Here, we knew the sequence of pivots in advance, but the simplex algorithm directs the user to select a pivot term from a column in which there is a negative objective function coefficient (the bottom row), and further based on minimizing the ratio of basic variable value to constraint coefficient in such a column.
LP Assistant helps you make the proper choice by showing you the appropriate ratio in real time as you move the mouse over a tableau. The numerical ratio appears on the left pane just under the label Ratio. For example, if you position the mouse over the 7/2 entry in the first row of the last tableau, you'll see the ratio displayed as 1.714, which is the ratio 6 to 7/2.
Ratios are shown during Pivot Mode only in cells in the last tableau for which a pivot operation would make numerical sense -- i.e., you cannot pivot on a "1" if all other entries above and below in the constraint columns are "0" (a variable is already in the basis), and you cannot pivot on a "0" entry. However, LP Assistant does not prohibit you from selecting a pivot term that does not make logical sense for applying the simplex algorithm -- the user assumes full responsibility for selecting the pivot terms.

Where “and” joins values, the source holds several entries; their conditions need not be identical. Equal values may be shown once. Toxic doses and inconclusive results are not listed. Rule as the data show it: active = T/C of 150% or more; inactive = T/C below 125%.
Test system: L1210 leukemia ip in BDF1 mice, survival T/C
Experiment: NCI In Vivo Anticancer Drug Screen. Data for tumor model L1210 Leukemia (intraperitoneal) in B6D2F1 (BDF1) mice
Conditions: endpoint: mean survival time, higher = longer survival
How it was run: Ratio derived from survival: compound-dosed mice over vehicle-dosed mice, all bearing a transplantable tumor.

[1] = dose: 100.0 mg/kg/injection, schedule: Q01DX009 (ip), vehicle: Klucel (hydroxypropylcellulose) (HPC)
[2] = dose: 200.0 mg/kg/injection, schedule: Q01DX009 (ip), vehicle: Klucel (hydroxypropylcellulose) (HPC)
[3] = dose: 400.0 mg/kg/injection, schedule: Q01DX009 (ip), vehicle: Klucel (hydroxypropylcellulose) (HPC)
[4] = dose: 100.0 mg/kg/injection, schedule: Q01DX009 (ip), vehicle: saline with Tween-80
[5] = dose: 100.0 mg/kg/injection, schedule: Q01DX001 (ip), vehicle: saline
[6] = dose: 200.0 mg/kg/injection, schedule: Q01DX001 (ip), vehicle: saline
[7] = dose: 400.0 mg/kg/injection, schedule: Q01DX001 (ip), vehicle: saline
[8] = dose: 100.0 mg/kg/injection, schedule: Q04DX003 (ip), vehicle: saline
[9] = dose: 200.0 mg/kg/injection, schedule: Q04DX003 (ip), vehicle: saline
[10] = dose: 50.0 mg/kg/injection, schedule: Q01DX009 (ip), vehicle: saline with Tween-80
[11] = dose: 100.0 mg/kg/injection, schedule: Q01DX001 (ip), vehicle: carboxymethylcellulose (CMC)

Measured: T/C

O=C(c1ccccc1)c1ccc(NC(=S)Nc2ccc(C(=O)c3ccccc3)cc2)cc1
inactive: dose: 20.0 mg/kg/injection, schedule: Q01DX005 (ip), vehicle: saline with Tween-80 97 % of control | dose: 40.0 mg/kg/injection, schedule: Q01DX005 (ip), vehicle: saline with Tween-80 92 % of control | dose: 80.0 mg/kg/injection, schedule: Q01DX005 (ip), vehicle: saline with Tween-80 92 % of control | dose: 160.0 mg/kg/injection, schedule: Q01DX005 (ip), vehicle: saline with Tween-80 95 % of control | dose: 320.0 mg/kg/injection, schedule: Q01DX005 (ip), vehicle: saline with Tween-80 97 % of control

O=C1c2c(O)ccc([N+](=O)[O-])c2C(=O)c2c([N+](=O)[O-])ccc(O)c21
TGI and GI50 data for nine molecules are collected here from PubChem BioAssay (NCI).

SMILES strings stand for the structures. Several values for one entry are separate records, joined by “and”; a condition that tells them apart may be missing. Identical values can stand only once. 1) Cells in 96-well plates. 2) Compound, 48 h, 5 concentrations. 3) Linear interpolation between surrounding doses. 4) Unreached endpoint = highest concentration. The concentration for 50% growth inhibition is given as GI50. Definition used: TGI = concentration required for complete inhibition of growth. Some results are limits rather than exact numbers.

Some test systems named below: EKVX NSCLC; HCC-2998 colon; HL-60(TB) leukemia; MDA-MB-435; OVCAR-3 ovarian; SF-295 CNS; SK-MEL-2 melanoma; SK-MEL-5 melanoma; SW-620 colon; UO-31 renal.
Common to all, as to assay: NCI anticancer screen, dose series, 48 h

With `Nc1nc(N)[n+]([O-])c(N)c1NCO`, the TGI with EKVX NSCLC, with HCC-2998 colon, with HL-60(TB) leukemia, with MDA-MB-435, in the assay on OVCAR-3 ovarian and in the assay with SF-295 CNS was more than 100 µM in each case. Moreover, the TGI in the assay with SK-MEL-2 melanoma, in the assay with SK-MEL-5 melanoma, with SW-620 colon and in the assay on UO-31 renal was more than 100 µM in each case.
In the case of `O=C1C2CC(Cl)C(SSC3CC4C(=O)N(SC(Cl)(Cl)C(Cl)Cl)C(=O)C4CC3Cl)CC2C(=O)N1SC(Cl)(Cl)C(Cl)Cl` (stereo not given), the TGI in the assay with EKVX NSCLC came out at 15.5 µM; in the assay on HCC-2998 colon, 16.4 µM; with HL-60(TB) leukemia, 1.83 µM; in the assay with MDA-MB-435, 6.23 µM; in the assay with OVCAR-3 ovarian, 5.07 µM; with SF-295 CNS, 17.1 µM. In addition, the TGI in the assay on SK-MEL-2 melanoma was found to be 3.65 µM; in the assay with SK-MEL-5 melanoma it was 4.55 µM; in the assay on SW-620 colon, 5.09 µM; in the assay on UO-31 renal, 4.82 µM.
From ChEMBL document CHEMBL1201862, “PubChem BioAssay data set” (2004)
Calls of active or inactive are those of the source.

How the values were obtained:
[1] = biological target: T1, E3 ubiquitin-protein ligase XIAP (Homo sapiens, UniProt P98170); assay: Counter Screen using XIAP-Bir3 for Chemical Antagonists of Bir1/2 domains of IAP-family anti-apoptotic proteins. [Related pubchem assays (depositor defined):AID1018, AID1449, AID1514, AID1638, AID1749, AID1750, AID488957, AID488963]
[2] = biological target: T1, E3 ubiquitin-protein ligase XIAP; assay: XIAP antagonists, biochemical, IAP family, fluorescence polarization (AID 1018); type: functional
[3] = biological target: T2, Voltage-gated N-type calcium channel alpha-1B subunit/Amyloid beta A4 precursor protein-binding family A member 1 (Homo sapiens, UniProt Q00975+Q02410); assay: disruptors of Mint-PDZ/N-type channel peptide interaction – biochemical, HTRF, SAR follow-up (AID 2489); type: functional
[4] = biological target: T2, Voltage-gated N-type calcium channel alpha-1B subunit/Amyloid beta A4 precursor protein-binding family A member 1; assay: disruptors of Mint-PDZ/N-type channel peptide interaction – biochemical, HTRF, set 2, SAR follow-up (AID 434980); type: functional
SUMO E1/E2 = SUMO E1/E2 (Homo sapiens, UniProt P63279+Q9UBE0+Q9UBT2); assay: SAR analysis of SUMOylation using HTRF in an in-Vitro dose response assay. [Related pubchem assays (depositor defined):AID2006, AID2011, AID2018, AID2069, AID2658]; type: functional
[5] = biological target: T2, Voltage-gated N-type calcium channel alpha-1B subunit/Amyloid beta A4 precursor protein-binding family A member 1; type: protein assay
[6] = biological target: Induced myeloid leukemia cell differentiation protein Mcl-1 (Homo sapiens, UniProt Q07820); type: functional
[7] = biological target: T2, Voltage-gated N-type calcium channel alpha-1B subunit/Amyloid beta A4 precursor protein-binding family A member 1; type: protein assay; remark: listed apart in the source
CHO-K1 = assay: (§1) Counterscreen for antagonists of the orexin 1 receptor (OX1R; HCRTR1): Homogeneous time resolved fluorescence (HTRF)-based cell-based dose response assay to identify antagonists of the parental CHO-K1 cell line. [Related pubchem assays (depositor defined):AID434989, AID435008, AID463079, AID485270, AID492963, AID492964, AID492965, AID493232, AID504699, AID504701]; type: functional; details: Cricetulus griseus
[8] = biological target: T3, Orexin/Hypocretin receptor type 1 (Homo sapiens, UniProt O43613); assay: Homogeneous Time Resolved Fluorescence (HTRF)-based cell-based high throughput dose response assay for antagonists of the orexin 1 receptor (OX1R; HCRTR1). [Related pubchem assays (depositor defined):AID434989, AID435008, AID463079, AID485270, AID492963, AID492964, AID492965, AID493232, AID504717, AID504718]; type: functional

How do you know when a solution has (or has not) been found? It's important to understand that LP Assistant makes no indication of what conclusion should be drawn at any time. The user bears the responsibility of interpreting the tableaux generated. In the example in question, the third tableau has all nonnegative coefficients along the bottom row, so the user must recognize that a problem solution has been found and no further pivots need be executed. The minimum value of the function is z = 14 at x1 = 1, x5 = 6, and x2 = x3 = x4 = 0.
While setting up the initial tableau for a problem in LP Assistant, there are other actions that may need to be taken than seen in the example above. These include